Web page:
Moreover, in this case, the general requirement that the "rate of attorney's fees is that of the place where the case is filed," Cullens, 29 F.3d at 1494 points toward a statewide market. The United States District Court for the Middle District of Alabama sits in Montgomery, the capital and center of government for the State. This court is therefore the forum for legal claims from all over the State, especially if the claims concern State matters of broad public application and interest. Indeed, this case dramatically demonstrates the breadth of the court's reach, because the events that gave rise to the litigation occurred not in the Middle District of Alabama but in Mobile in the Southern District of Alabama and in Tuscaloosa in the Northern District of Alabama. For such matters, the bar of this court is essentially the State as a whole, with lawyers typically coming from all across the State to file and defend claims.

In any event, whether the relevant market is New York City, Montgomery, Birmingham, or more appropriately the State of Alabama, the court would reach the same conclusions as to the appropriate rate range, that is, between $150 and $235. These rates comfortably fall within appropriate range for all of these markets.

*1496 The defendants' next objection is that the rates requested by Harlow and Singer are higher than the rates which they charge their other clients, and higher than either has been paid in other cases. Harlow responds that her usual hourly rate as of 1996 is $235 per hour, and Singer admits that her usual billing rate is approximately $185 per hour. This, without doubt, is an appropriate factor to be considered by the court; it is, however, not a sole determinative factor. Because "`reasonable fees' ... are to be calculated according to the prevailing market rates in the relevant community," Blum v. Stenson, 465 U.S. 886, 895, 104 S. Ct. 1541, 1547, 79 L. Ed. 2d 891 (1984), the issue is the legal market rate, not an individual lawyer's rate. See also Norman, 836 F.2d at 1299; Public Interest Group of New Jersey, Inc. v. Windall, 51 F.3d 1179, 1185 (3rd Cir.1995).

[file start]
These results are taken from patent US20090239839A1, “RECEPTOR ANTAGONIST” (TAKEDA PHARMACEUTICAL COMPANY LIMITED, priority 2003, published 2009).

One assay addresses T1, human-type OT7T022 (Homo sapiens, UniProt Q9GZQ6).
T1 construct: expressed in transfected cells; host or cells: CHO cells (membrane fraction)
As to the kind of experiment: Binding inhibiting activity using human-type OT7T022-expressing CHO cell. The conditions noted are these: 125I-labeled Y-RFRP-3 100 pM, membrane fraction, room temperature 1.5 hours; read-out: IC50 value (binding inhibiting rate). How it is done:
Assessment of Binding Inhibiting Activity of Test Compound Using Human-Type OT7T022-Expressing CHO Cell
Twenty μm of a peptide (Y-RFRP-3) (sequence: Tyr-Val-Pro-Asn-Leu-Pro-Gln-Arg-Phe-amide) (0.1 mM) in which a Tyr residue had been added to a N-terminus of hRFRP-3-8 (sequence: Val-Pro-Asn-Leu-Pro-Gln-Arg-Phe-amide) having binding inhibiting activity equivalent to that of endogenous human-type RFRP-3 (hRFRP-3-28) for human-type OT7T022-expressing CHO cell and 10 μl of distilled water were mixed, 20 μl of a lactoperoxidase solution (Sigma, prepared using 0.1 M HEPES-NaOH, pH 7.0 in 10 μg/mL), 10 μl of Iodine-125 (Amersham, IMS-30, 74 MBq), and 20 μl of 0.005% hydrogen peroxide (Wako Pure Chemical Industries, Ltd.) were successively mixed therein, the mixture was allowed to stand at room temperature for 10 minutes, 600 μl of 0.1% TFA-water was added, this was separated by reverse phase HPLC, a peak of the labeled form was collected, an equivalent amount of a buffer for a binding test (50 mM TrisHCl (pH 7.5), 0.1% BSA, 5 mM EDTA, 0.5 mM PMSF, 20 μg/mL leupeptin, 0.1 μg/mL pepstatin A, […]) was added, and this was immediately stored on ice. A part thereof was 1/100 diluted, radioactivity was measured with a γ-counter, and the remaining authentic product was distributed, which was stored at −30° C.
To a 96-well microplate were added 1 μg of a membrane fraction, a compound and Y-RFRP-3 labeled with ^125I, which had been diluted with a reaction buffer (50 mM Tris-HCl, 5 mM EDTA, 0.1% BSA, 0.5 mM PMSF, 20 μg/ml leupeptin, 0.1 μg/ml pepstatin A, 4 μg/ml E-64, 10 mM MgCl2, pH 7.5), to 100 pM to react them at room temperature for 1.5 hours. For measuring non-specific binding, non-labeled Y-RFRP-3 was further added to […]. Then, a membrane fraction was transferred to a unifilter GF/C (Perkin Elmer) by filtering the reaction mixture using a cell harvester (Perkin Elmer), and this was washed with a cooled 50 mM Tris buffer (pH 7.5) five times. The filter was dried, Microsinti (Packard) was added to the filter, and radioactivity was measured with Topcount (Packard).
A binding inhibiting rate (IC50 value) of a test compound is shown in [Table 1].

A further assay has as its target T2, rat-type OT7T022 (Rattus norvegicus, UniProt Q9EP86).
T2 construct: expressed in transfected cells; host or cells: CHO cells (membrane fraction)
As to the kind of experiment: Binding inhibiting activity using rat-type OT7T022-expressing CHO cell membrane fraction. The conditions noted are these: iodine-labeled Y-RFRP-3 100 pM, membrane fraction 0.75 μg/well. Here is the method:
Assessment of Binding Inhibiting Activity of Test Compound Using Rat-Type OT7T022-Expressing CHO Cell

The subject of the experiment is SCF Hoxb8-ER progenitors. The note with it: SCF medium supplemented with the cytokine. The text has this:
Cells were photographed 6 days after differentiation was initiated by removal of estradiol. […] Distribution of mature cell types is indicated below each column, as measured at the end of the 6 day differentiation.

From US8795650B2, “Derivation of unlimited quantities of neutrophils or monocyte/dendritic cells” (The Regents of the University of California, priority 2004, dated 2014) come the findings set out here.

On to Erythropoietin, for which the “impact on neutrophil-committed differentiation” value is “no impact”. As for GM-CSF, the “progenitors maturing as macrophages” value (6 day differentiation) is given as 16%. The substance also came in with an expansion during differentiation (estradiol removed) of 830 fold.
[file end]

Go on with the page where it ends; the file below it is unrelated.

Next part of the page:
Based on the evidence, the court finds that hourly rates of between $150 and $235 are within the range charged by attorneys in New York City, Birmingham, Montgomery, or the State of Alabama as a whole, with approximately the same experience and skill as Harlow and Singer.

Fixed or Contingent Fee: "This factor focuses judicial scrutiny solely on the existence of any contract for fees that may have been executed between the party and his attorney." Medders v. Autauga County Bd. of Educ., 858 F. Supp. 1118, 1127 (M.D.Ala.1994) (citing Pennsylvania v. Delaware Valley Citizens' Council for Clean Air, 483 U.S. 711, 723, 107 S. Ct. 3078, 3085, 97 L. Ed. 2d 585 (1987)). "The fee quoted to the client or the percentage of the recovery agreed to is helpful in demonstrating the attorney's fee expectations when he accepted the case." Johnson, 488 F.2d at 718. In this case, there was no written agreement which would demonstrate the attorneys' fee expectations.